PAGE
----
[From time to time I am struck by memories of my youth. I try to write them down for posterity.]
I had no idea I was growing up in an idyllic slice of America that would shortly disappear. We lived on a “court,” a neighborhood in which a single street forms a large rectangle, with three cul-de-sacs at the corners and only one entrance and exit. We called it “The Block.” At the south end was a large, well-appointed city park, and a sidewalk cut through the middle of the interior section which made it easy for kids on the north side to cut through to the park without walking all the way around.
“Idyllic,” I say, because even though these were the days of putting “missing children” on milk cartons, very few people were concerned about child abduction. Yes, Mrs. Harper always kept close watch on her kids—they were notoriously not allowed to “leave the block.” Not even a toe could touch outside the confines of our haven. But mostly, parents just let their kids run free, especially in the summertime. We’d have late-night games of “war” with all the neighborhood kids, and the entire neighborhood was the field of play. Sporting full combat gear (purchased from the Army/Navy store), you could jump any fence or cut through any backyard without incident. Even the dogs knew every kid on the block.
In the cul-de-sac to the west of our house lived a family that was different from the rest of the block’s upwardly mobile lower-middle class. I always avoided going near their house. Not because Boo Radley lived there, but something much more terrifying. Mr. Simon was a hulk of a man. He sported a thick black beard, had long hair covered by bandanas, and was never seen without his signature biker gang leathers. I have no idea what he did for a living, but whenever he was home he seemed to have only one occupation: tinkering in his garage with some kind of classic car that no matter how long he worked on it never seemed any more “restored.” He chain smoked, which, while I do not recall my parents ever saying anything about it, gave a whiff of scandal for a budding Pharisee like me. If my friend Todd and I were hanging out in my front yard, we’d scurry to hide every time we heard that Harley Davidson fire up down the street. We were petrified of the man.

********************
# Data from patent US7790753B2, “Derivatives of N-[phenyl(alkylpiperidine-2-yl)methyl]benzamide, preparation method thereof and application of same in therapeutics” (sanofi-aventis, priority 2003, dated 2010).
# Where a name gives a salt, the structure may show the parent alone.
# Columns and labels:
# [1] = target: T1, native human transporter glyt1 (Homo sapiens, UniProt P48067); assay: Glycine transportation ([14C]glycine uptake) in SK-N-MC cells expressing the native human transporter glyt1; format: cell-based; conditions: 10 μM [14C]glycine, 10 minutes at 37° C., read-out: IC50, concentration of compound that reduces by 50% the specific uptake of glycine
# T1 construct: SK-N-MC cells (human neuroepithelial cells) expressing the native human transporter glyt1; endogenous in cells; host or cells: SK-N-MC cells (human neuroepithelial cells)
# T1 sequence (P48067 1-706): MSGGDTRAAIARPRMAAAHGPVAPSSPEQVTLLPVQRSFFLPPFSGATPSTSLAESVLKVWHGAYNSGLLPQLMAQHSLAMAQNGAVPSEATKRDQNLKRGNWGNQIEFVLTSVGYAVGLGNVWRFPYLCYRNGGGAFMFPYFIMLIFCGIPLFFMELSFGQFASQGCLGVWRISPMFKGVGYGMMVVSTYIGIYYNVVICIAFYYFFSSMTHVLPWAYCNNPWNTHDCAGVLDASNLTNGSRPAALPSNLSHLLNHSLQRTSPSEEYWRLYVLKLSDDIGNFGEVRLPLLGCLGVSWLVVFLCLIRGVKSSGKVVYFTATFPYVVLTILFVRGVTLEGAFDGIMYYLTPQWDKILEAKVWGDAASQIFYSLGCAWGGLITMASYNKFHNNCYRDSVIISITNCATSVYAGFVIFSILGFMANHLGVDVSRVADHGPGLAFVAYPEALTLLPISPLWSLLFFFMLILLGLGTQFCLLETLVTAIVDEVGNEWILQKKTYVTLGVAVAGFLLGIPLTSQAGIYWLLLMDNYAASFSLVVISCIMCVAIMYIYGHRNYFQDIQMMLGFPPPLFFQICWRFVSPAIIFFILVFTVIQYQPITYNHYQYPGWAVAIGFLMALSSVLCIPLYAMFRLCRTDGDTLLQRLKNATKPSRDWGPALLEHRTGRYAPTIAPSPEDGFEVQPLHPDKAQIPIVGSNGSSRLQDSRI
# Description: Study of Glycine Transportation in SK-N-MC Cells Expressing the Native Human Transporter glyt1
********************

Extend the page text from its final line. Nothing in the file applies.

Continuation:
The Simon children (I recall two boys, and later, a younger sister) were of the annoying sort. They did not fit in with the rest of the neighborhood gang. I do not recall for certain their names, but the the younger son—let’s call him Jake—is the relevant subject. One fine summer day the gang (Which we called the “A-Team,” after the television show dominating the airwaves at the time) was hanging out on the Harper’s driveway. My two older brothers, Jeff and Dan, the Harper boys Troy and Todd, Jay Whittington, and me. I could not have been more than seven or eight years old. Also among our group was a cranky, cocky, arrogant kid of very lower-class, mysterious parentage named—I kid you not—Rogue. We were doing the typical “What should we do today?” mulling about when we heard the squeaky wheel of Jake Simon riding down the street on his tricycle. Squeaksqueaksqueaksqueaksqueak! When he got to the front of the driveway, he made a left turn and rode right up to the group.
Rogue stepped forward, puffed out his chest and replied, “Nothing. And if you run over my foot I’ll punch you.”
Jake immediately put the pedal to the metal and ran over Rogue’s foot. (Did I mention annoying?)
I remember the sound like it was yesterday because it was the first time I’d ever heard that sound outside of the volume-enhanced versions of the movies. It was even louder than the movies. Rogue right-hooked Jake squarely in the eye. Jake fled, bawling and squeaking his way back down the street. We were all appalled, and in pathetically meek, weak, and mumbling fashion said things like, “Rogue, you really shouldn’t have done that!”
Now, I don’t know what got into Jake, but an hour or so later we heard that same familiar Squeaksqueaksqueaksqueaksqueak! He was getting back on the horse after getting bucked, I guess. Or bravely facing down his bully. Or he had just gone insane. Because, after riding back up the driveway, this time with one very puffy black eye, the conversation went exactly like this.